Factors to consider with hybrid working

Getting hybrid working right is going to be a challenge. Which 50% of the workforce should you be designing for and what do you do with the other 50%? Do you enforce a one size fits all model – 3+2 or 2+3 or do you design individual deals with people that meet their needs at different stages of their lives? What are your responsibilities for staff working from home in terms of equipment, health and safety, careers and development? How do you make sure there is no discrimination or unconscious bias?

What other flexible working options are there?

I said at the outset that groupthink tends to operate at times like these. The conversation is all about hybrid or not. What employers need to realise is that they have many more clubs in their bag.

Hybrid working is just one form of flexible working. There are many more available which can allow employers and employees to meet mutually beneficial objectives.  

For example:

  • Term-time working for parents with young children

  • Job sharing for those who have other caring needs, demands or interests

  • Shorter working hours overall for those who want to blend work with voluntary, educational or other activities, such as a prelude to retirement

  • Flexible start and finish times to reduce commuting times or fit around caring needs

There is more to the future of work than deciding on the hybrid format. Flexible working is a broad category and there are many options. Employees may want to move across different types across the life-span but the main point is that they should not be disadvantaged in doing so.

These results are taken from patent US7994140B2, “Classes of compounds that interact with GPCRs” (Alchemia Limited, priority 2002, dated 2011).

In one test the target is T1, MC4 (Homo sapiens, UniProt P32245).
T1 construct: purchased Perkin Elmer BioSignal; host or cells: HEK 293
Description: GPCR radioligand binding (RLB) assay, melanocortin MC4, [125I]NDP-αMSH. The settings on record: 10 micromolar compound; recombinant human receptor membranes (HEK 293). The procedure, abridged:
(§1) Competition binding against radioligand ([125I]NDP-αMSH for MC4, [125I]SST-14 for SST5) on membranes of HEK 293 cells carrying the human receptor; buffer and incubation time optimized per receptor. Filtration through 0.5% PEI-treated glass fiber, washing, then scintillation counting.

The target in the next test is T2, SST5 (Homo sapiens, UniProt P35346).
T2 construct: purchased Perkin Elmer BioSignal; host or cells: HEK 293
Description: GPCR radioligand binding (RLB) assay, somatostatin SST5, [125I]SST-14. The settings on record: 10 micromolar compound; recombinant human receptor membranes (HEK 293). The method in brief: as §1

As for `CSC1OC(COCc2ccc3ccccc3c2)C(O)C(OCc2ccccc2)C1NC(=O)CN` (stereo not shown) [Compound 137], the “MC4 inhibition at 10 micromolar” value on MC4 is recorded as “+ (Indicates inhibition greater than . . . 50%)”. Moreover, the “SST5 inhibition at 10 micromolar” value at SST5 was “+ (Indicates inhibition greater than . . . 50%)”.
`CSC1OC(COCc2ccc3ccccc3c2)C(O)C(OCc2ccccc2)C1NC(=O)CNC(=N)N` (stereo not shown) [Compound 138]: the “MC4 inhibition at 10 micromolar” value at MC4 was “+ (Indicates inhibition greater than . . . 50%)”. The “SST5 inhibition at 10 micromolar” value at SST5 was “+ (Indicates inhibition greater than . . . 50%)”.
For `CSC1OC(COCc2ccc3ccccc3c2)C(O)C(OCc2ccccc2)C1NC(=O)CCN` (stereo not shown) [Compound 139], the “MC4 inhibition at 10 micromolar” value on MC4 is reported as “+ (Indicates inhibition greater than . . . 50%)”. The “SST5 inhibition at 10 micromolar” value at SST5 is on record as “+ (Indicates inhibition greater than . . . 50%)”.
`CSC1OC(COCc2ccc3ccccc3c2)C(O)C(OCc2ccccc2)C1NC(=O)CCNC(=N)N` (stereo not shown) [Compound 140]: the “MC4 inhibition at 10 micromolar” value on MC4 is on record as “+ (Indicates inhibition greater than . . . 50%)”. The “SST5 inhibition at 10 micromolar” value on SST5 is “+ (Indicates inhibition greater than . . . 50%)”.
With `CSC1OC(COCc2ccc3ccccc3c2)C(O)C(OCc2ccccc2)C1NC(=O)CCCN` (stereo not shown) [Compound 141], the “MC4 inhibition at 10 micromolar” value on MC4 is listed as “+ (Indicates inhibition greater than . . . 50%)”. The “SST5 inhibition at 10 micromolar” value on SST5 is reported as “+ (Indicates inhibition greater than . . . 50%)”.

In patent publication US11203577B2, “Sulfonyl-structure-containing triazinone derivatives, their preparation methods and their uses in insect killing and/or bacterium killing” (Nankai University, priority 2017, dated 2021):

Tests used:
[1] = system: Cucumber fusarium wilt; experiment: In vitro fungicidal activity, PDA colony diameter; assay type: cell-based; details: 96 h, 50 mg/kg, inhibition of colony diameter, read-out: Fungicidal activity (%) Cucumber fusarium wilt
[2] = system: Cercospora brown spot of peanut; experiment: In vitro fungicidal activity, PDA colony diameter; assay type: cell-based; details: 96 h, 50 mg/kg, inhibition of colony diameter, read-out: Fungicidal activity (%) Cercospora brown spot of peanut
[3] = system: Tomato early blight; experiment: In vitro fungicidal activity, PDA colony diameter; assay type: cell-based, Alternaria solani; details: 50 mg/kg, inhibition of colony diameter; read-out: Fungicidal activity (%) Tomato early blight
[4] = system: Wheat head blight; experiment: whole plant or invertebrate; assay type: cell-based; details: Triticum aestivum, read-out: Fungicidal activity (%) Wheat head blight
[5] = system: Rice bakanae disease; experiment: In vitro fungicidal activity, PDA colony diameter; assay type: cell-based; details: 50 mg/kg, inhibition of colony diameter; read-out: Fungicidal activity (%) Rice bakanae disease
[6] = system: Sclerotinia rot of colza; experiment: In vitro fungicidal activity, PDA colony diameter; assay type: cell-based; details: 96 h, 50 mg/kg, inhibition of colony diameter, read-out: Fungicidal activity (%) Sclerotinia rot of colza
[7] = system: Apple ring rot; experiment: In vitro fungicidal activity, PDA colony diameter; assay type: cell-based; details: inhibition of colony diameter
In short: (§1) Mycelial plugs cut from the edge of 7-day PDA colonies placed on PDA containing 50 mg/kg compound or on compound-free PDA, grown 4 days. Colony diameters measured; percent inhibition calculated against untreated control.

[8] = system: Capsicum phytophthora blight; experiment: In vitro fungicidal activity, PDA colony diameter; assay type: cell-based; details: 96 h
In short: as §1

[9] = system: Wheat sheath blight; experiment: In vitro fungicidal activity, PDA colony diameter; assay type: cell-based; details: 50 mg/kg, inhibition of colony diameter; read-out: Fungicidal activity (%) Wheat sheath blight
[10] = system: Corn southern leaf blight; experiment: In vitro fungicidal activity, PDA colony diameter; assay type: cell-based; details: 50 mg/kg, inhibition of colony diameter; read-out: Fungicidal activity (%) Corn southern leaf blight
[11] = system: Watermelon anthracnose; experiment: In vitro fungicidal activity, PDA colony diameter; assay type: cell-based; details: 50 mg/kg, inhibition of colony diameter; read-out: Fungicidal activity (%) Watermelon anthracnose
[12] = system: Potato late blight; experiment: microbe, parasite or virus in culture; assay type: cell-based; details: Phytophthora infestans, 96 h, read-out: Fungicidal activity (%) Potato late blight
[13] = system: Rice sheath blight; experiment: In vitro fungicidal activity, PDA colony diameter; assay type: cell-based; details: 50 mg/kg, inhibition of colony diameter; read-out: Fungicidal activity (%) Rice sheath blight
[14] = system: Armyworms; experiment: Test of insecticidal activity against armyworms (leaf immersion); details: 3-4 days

This is going to be the biggest challenge in designing work for the future. Perhaps the most important aspect of the pandemic is that it has reduced the stigma associated with homeworking and this may have spill over effects into flexible working modes more generally. The challenge, if employers are prepared and able to accept it, is to develop their capabilities to design work for the post-pandemic future.

...some employees having reconnected with real homelife during this period may be having second thoughts about their working hours and location.

What can change leaders do?

There are several issues here. Firstly, each organisation needs to understand its value creation model and the role of work design. For example, if value is created through complex team-work processes where tacit knowledge and cooperative behaviours are critical you need to understand what activities require co-location and which can be undertaken remotely.